Photo by Sebastian Keefe

Rebuilding a life is a lot like rebuilding a golf swing—to understand why the shots flew the way they did, all the bad habits I’d picked up had to be examined in detail. Never being one to shy away from extremes, I figured the easiest way to go about it was to scrap everything and start from zero. So that’s what I did: I threw away my designer clothes, ditched the drugs and booze, broke up with my city and my girlfriend. I got rid of nearly everything I’d ever picked up in an attempt to be cool or fit in.

For several years, I combed the contents of my soul, searching for answers to who I was. And I knew I’d gone too far when there was nothing left to sift: I was broke, living in an ashram in Los Angeles, sleeping on a twin bed, eating meals from a communal kitchen. I’d given my entire golf bag - and many of my other possessions — to my housemates. I was living in the worst kind of minimalism — a joyless space where deprivation masquerades as enlightenment. And I didn’t know how far I’d gone until the pandemic hit. This isn’t it, I remember thinking.

I knew what I didn’t want, but it’d been so long since I’d felt content or happy, I was out of practice. A handful of months later, Michael called me to participate in a photo shoot for Todd Snyder and FootJoy. I hadn’t hit a golf ball in years, but from the first tee shot, my body reacted in a primal way. I couldn’t stop smiling. Even as my ego had tried to push golf away, my body, my cells remembered everything.

I bought the first set of clubs I’d owned in fifteen years, and slowly, I began making my way back out to the course. As I did, I felt a discarded part of myself coming back to life. I told many friends in the coming weeks: “I feel like a teenager again.” And as I rediscovered myself on the course — moving my body, shaping shots, connecting with old friends who had wondered where I’d disappeared — I saw that coming back to the game had become a metaphor for coming back to myself, rediscovering the joys of my youth, before the pressures of trying to be likable had swallowed me.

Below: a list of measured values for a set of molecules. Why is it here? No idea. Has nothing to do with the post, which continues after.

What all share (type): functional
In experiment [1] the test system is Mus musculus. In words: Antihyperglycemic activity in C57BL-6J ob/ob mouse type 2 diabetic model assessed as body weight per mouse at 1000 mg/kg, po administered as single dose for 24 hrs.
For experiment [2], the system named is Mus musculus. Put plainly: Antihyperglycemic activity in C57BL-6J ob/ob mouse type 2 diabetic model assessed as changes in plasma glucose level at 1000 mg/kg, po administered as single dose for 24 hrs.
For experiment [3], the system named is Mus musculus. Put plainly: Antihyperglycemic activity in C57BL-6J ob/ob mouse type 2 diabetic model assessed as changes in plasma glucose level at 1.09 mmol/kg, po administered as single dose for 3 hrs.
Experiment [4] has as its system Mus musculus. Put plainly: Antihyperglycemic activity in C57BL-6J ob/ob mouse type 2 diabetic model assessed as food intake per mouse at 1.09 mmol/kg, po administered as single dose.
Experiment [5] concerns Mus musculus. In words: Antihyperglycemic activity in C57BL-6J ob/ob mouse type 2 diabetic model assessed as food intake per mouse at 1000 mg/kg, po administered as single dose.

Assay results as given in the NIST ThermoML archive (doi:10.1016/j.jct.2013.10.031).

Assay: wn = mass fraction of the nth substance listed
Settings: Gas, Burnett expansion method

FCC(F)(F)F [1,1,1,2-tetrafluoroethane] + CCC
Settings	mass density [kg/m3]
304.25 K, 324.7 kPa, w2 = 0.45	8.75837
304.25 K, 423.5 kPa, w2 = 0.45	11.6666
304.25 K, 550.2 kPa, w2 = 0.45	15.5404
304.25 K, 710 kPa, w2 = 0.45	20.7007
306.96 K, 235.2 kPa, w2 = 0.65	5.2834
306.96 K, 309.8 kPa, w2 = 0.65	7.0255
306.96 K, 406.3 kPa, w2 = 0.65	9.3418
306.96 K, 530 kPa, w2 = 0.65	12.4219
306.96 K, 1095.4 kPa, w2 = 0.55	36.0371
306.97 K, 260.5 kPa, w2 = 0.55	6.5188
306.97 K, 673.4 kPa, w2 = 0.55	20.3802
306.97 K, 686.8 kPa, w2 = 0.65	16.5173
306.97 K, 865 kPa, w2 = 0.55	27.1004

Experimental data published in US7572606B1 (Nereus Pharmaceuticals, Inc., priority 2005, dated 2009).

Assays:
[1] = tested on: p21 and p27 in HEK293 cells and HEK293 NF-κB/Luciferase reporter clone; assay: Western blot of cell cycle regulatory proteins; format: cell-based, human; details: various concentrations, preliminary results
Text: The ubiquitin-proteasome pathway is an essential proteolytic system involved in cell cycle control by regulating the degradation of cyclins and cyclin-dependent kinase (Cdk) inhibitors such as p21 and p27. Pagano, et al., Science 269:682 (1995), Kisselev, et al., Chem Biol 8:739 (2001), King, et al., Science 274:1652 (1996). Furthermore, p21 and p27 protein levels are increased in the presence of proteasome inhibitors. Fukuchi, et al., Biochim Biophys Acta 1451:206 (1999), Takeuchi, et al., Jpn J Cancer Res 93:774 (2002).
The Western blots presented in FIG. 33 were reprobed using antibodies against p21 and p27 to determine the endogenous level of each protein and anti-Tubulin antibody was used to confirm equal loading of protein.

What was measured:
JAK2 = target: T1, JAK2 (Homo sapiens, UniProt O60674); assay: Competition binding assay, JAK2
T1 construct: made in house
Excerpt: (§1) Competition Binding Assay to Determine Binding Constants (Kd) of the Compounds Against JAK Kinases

Ironically, in my absence from the game, golf had become more fashionable than when I’d left it. There are streetwear brands, and rapper advocates, Instagram and Tik Tok influencers and mindfulness gurus. Two million people in the US alone took up, or rediscovered the game during quarantine, and I guess I’m one of them. Healed, whole, and just happy to be here. Earlier this year, as my life coaching business grew, I finally caved and joined a course twenty minutes from my home. As a country club kid, I took the privilege to play golf at a private course in my formative years for granted. But now, the fact I’ve reached a point in my life where I can afford to treat myself to the same isn’t lost on me.

My greatest moments are still during those church-like early nines before the workday begins. Alone with my thoughts, in communion with nature, I realize that golf is a spiritual experience for me, and always has been. My days of keeping score are long gone, the only data I hold onto after a round are the sensory memories of the several pure swings, the tautness of my cheeks from the sunshine, and the knowing that I’ll be back tomorrow or the next day, and it will be just as sweet as it was today. I’m appreciative, and dare I say it, extremely grateful. I’m 37, about to begin the back nine of my life, and I’m a golfer again. Not for anyone else, but for me.

Sean Hotchkiss lives in Los Angeles and is a writer and coach. Recently he wrote about his relationship with his father for Esquire.